Data Services Products: EMC-AlaskaFWANT-Vs2019 3-D shear-wave isotropic model for Alaska and western Canada from full-wave ambient noise tomography

Summary

AlaskaFWANT-Vs2019 (Yang & Gao, 2020 ) is a 3-D shear-wave isotropic model for Alaska and western Canada from full-wave ambient noise tomography with resolvable depth for the top 150 km.

Description

Name AlaskaFWANT-Vs2019
Title 3-D shear-wave isotropic model for Alaska and western Canada from full-wave ambient noise tomography
Type 3-D Tomography Earth Model
Sub Type Shear-wave velocity (km/s)
Year 2019
Data Revision r.0.0 (revision history)
 
Short Description   AlaskaFWANT-Vs2019 is a 3-D shear-wave isotropic model for Alaska and western Canada from full-wave ambient noise tomography with resolvable depth for the top 150 km. The Vs model with good resolution (> 70% recovery) is from the depth of 15 km to the depth of 110 km. The tomography was based on an empirical Green’s function data set extracted from cross-correlation between station pairs. The tomography method involves 3-D wave propagation simulation. The travel-time different between the synthetics and the observed empirical Green’s functions are inverted for finite-frequency sensitivity kernels to get velocity perturbations. The velocity model is updated iteratively for a total of five iterations.
 
Authors: Xiaotao Yang:
  • Department of Geosciences, University of Massachusetts Amherst. Amherst, MA 01003
  • Department of Earth and Planetary Sciences, Harvard University. Cambridge, MA 02138
  • Now at Department of Earth, Atomospheric, and Planetary Sciences, Purdue University. West Lafayette, IN 47907
Haiying Gao:
Department of Geosciences, University of Massachusetts Amherst. Amherst, MA 01003
 
Previous Model None
Reference Model The reference velocity model consists of two parts: a global shear-velocity model for the top 400 km (Shapiro and Ritzwoller, 2002 ) and the IASP91 1-D Earth model from 400 km down to 1000 km (Kennett and Engdahl, 1991 ).
Model Download YangAndGao-AlaskaFWANT-Vs2019-0.0.nc (see metadata ), is the netCDF 3 Classic file for the model.
Model Homepage
Depth Coverage From 0 km to 150 km
Area Alaska (United States) and western Canada (latitude: 56° to 66.8°, longitude: -160.991° to -136.519°)
 
Data Set Description The data set includes the shear velocity model on an inversion grid of longitude and latitude with spacing of 0.05° in both directions. No smoothing or interpolation applied. Vertical grid spacing increases with depth.
 
Model Resolution As tested and validated by previous applications of full-wave tomographic imaging (e.g., Gao, 2018; Zhang and Shen, 2008 ), Rayleigh waves are most sensitive to P-wave velocity at shallow depths (< 15 km) and to S-wave velocity at greater depths. Although P-wave velocity model is also provided for all depth, interpretation of P velocities deeper than 15 km and shallower than 5 km is discouraged. The model provided here (Figure 1) is from the inversion result of the 5th iteration without smoothing or interpolation. When interpreting the velocity model, it is recommended that the user smooth the model based on the best resolution at the corresponding depth, as shown in (Yang & Gao, 2020 ) and Figure 2 on this page. The checkerboard tests show that shear-wave velocity perturbations can be well resolved with horizontal scales of 44 km, 66 km, 88 km, 110 km, 132 km, and 154 km at the depths of 15 km, 32 km, 51 km, 74 km, 97 km, and 134 km, respectively.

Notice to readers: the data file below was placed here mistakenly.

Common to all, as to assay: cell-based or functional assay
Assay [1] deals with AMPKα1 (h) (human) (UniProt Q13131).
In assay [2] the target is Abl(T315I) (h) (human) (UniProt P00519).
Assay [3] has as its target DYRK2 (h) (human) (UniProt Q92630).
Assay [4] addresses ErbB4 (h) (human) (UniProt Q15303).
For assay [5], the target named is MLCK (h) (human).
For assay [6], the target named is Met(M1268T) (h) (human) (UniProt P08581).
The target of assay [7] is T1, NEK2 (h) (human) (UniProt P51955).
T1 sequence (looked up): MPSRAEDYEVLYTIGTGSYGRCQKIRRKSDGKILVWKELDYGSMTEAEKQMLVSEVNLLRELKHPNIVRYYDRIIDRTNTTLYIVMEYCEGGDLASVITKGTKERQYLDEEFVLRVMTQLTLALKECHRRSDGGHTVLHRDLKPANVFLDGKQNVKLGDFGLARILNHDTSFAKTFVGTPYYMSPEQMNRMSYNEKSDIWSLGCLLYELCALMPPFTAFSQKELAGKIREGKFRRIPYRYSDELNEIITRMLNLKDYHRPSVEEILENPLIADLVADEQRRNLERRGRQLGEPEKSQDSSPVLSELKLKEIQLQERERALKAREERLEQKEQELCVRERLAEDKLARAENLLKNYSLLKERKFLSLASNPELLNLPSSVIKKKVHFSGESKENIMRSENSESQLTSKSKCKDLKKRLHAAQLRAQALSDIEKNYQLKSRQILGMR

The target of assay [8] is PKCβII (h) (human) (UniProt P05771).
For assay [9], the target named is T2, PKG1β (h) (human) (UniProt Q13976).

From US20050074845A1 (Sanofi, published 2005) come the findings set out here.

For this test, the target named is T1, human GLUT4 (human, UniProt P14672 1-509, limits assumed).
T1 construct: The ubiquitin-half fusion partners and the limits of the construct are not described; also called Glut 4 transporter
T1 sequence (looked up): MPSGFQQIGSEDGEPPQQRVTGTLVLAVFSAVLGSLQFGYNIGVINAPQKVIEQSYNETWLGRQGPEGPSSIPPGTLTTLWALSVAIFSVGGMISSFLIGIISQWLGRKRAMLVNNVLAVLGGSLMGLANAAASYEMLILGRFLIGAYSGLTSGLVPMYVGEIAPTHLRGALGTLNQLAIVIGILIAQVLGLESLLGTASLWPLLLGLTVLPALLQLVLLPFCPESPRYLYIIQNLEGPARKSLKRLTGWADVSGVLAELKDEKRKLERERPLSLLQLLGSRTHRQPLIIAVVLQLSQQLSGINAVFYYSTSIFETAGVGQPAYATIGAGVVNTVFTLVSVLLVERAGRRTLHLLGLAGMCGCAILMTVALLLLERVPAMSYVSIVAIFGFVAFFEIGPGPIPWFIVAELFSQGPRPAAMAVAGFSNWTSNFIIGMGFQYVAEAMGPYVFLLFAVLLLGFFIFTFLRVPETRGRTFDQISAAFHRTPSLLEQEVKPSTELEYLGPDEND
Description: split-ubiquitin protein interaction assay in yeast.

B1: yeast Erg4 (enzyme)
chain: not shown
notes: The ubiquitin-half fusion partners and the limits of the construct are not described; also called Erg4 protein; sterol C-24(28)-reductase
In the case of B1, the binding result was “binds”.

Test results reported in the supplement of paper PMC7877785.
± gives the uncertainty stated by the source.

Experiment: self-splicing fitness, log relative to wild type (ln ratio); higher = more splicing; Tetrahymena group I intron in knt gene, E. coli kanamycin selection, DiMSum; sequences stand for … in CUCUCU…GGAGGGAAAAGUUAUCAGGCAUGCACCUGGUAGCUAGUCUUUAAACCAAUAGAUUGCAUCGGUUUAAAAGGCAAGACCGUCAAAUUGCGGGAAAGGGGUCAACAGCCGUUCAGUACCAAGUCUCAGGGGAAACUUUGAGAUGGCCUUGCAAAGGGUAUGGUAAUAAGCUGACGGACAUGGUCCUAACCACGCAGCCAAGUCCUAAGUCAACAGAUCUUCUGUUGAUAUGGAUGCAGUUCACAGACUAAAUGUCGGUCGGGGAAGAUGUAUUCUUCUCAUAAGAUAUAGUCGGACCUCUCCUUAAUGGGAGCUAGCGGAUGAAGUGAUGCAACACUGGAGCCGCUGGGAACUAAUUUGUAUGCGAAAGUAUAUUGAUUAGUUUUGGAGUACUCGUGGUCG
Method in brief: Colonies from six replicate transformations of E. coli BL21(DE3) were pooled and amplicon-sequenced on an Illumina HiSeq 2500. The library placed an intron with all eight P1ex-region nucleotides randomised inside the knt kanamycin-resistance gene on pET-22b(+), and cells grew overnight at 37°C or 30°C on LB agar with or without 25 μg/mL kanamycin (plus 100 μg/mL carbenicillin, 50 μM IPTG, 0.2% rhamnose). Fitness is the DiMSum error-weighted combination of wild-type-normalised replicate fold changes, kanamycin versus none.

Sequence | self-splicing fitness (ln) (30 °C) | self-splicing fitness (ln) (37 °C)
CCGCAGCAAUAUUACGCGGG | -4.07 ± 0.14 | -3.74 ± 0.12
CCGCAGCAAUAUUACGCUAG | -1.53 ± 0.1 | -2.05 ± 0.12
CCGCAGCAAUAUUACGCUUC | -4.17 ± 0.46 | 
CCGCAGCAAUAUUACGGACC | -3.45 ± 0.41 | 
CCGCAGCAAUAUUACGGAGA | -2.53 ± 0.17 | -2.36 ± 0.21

Figure 1
Figure 1. Shear-wave velocities at the depths of (a) 80 km, (b) 51 km, and© 28 km, from full-wave ambient noise tomography model: AKFWANT-Vs2019 (after Yang & Gao, 2020).

Figure 2
Figure 2. 3-D checkerboard resolution tests for the velocity model. The velocity perturbation varies within ±10% in the input models (after Yang & Gao, 2020).

Citations and DOIs

To cite the original work behind this Earth model:

  • Yang, X., H. Gao (2020). Segmentation of the Aleutian-Alaska subduction zone revealed by full-wave ambient noise tomography: implications for the along-strike variation of volcanism, Journal of Geophysical Research-Solid Earth, https://doi.org/10.1029/2020JB019677

To cite IRIS DMC Data Products effort:

  • Trabant, C., A. R. Hutko, M. Bahavar, R. Karstens, T. Ahern, and R. Aster (2012), Data Products at the IRIS DMC: Stepping Stones for Research and Other Applications, Seismological Research Letters, 83(5), 846–854, https://doi.org/10.1785/0220120032.

DOI for this EMC webpage: https://doi.org/10.17611/dp/emc.2020.alaskafwantvs.1

References

  • Shapiro, N. M., and M. H. Ritzwoller (2002), Monte-Carlo inversion for a global shear-velocity model of the crust and upper mantle, Geophys. J. Int., 151(1), 88-105, https://doi.org/10.1046/j.1365-246X.2002.01742.x
  • Kennett, B. L. N., Engdahl, E. R. Traveltimes for global earthquake location and phase identification. Geophys. J. Int., 105: 429-465 (1991)
  • Zhang, Z., Shen, Y. Cross-dependence of finite-frequency compressional waveforms to shear seismic wave speeds. Geophys. J. Int., 174(3): 941-948 (2008)
  • Gao, H. Three-dimensional variations of the slab geometry correlate with earthquake distributions at the Cascadia subduction system. Nat. Commun.,9:(2018)

Credits

  • r.0.0 model provided by Xiaotao Yang.

Revision History

revision r.0.0: uploaded November 4, 2020.

Timeline

2020-11-04
online

Categories

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